Isidore of Seville [7th century CE] (Etymologies, Book 12, 7:14-15): Cranes (grues) take their name from the murmuring sound they make. When they are travelling somewhere they follow the letters of the alphabet. They fly at great altitude so they can see the lands they seek. The leader in flight maintains the line of birds with its voice; when it grows hoarse another bird takes its place. At night they take turns acting as guard; the one on duty holds a small stone in its claws to hold off sleep, and cries out at anything to be feared. Their age is revealed by their color, because the darken as they grow old.
St Antony of Padua [12th-13th century CE] (Sermons): Merciful men compared to cranes. Let us, therefore, be merciful, and imitate the cranes, who, when they set off for their appointed place, fly up to some lofty eminence, in order that they may obtain a view of the lands which they are going to pass. The leader of the band goes before them, chastises those that fly too slowly, and keeps together the troop by his cry. As soon as he becomes hoarse, another takes his place; and all have the same care for those that are weary; so that if any one is unable to fly, the rest gather together, and bear him up till he recovers his strength. Nor do they take less care of each other when they are on the ground. They divide the night into watches, so that there may be a diligent care over all. Those that watch hold a weight in one of their claws, so that, if they happen to sleep, it falls on the ground and makes a noise, and thus convicts them of somnolency. Let us, therefore, be merciful as the cranes; that, placing ourselves on a lofty watch-tower in this life, we may look out both for ourselves and for others, may lead those that are ignorant of the way, and may chastise the slothful and negligent by our exhortations. Let us succeed alternately to labour. Let us carry the weak and infirm, that they faint not in the way. In the watches of the night, let us keep vigil to the Lord, by prayer and contemplation.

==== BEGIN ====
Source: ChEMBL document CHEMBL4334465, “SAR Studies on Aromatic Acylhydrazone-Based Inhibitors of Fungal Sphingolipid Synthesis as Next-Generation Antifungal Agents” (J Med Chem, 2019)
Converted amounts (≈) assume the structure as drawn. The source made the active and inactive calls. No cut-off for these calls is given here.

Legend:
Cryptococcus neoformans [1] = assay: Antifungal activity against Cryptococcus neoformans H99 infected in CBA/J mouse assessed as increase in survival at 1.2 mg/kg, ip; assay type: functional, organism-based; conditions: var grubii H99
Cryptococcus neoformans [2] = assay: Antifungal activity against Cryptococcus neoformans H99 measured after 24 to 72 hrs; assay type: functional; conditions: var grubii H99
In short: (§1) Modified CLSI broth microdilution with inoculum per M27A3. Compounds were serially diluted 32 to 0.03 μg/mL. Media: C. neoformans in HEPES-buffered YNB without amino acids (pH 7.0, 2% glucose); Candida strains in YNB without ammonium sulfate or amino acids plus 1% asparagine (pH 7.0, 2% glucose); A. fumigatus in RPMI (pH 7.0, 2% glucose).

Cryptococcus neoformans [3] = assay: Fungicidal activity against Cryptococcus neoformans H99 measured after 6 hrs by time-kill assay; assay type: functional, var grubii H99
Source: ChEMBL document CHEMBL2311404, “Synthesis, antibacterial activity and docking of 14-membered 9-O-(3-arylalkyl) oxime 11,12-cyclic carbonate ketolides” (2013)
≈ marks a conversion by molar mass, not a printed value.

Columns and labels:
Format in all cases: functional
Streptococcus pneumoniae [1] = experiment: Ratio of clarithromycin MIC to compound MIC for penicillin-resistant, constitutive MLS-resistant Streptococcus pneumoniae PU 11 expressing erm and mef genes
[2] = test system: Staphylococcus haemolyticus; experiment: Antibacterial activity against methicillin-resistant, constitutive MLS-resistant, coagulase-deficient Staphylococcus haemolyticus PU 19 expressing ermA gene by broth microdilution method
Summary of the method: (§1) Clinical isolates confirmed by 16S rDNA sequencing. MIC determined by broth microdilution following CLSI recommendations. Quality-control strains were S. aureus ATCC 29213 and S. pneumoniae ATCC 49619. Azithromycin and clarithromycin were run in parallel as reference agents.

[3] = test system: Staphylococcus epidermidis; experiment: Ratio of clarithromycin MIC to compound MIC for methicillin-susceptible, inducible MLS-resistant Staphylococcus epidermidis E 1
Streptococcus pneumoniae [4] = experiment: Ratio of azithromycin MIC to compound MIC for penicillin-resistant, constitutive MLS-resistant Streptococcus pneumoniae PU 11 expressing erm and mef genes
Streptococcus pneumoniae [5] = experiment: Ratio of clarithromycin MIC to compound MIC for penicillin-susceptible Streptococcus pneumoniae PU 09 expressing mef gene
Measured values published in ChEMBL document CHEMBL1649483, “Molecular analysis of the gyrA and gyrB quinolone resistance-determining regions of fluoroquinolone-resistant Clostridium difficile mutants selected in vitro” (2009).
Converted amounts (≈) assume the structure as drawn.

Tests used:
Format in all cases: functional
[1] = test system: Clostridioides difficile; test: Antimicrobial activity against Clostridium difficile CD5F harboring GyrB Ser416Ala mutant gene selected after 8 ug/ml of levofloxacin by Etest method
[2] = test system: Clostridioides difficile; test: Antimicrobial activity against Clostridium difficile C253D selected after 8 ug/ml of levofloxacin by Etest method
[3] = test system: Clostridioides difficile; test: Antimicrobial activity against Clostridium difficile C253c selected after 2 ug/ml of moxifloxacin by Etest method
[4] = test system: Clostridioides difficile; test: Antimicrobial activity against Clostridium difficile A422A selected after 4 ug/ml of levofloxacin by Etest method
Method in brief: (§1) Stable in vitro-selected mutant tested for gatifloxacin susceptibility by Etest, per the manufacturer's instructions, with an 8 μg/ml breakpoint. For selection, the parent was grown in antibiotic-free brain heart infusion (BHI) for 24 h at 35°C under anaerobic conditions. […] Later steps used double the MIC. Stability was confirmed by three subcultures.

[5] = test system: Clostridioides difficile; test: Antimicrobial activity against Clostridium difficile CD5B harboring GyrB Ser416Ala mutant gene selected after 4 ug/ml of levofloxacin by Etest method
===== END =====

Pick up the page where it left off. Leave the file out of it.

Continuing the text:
This post continues a line from my previous post about seeing the foundation of the Christian community as an act of artistic vision and commitment.
It is a tremendous thing to have spiritual warfare going on in one’s heart, to see God vanquishing the devil and his dark thoughts day after day. A tremendous thing to be invited by God into the drama of the life of his Son who was tormented by dark thoughts day after day and who triumphed in love even at his lowest.
It is a gift to have one’s heart open to spiritual movements, as much of a gift as it was to be a disciple following Jesus all the way to the cross. The spiritually vulnerable are not to be pitied or clucked over by those above the fray. Is anyone above the fray? We might pity those who think so. Should we pity Mary, Jesus’ mother, for her sufferings? Or should we rather rejoice with her for being in her son’s presence all the way to the cross—for it is in this rejoicing, this joyful sorrow, that we find the depths of true com-passion.